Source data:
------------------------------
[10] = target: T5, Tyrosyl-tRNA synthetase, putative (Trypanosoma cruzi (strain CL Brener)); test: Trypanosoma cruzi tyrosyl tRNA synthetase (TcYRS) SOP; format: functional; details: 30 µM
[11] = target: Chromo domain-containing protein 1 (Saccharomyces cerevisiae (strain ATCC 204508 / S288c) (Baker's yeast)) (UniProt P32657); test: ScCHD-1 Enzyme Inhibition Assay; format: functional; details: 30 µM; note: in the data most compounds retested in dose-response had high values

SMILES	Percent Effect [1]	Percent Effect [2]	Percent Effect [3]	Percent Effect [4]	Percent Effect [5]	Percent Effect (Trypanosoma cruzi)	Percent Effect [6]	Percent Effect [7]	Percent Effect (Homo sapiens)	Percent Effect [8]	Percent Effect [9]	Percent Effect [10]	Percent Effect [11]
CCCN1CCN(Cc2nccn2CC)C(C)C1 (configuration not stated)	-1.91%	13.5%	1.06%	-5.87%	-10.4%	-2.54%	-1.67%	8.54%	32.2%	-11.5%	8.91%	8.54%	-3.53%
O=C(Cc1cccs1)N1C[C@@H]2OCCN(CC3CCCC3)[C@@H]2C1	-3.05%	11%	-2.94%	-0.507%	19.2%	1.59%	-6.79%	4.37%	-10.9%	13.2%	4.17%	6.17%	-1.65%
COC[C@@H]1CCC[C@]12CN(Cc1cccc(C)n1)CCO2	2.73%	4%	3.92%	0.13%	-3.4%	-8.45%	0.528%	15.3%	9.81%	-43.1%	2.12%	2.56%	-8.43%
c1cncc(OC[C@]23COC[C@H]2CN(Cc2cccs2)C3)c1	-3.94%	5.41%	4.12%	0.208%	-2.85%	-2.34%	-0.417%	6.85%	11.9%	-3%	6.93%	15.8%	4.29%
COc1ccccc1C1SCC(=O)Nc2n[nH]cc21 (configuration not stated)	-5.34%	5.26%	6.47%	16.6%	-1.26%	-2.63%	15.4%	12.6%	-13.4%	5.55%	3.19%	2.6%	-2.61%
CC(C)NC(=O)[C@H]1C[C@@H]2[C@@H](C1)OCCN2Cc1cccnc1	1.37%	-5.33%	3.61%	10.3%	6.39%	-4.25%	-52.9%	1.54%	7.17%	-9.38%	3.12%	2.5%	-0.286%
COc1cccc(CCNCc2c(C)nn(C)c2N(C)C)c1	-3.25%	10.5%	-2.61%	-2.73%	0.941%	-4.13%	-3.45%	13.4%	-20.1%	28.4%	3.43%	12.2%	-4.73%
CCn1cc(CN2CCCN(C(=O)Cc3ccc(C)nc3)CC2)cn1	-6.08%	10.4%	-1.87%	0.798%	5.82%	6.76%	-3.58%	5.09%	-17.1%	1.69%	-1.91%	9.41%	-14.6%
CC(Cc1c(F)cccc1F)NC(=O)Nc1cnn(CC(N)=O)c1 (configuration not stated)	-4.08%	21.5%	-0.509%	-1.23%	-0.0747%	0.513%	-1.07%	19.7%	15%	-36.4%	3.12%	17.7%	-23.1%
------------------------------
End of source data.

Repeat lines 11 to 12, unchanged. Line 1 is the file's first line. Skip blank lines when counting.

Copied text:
CCn1cc(CN2CCCN(C(=O)Cc3ccc(C)nc3)CC2)cn1	-6.08%	10.4%	-1.87%	0.798%	5.82%	6.76%	-3.58%	5.09%	-17.1%	1.69%	-1.91%	9.41%	-14.6%
CC(Cc1c(F)cccc1F)NC(=O)Nc1cnn(CC(N)=O)c1 (configuration not stated)	-4.08%	21.5%	-0.509%	-1.23%	-0.0747%	0.513%	-1.07%	19.7%	15%	-36.4%	3.12%	17.7%	-23.1%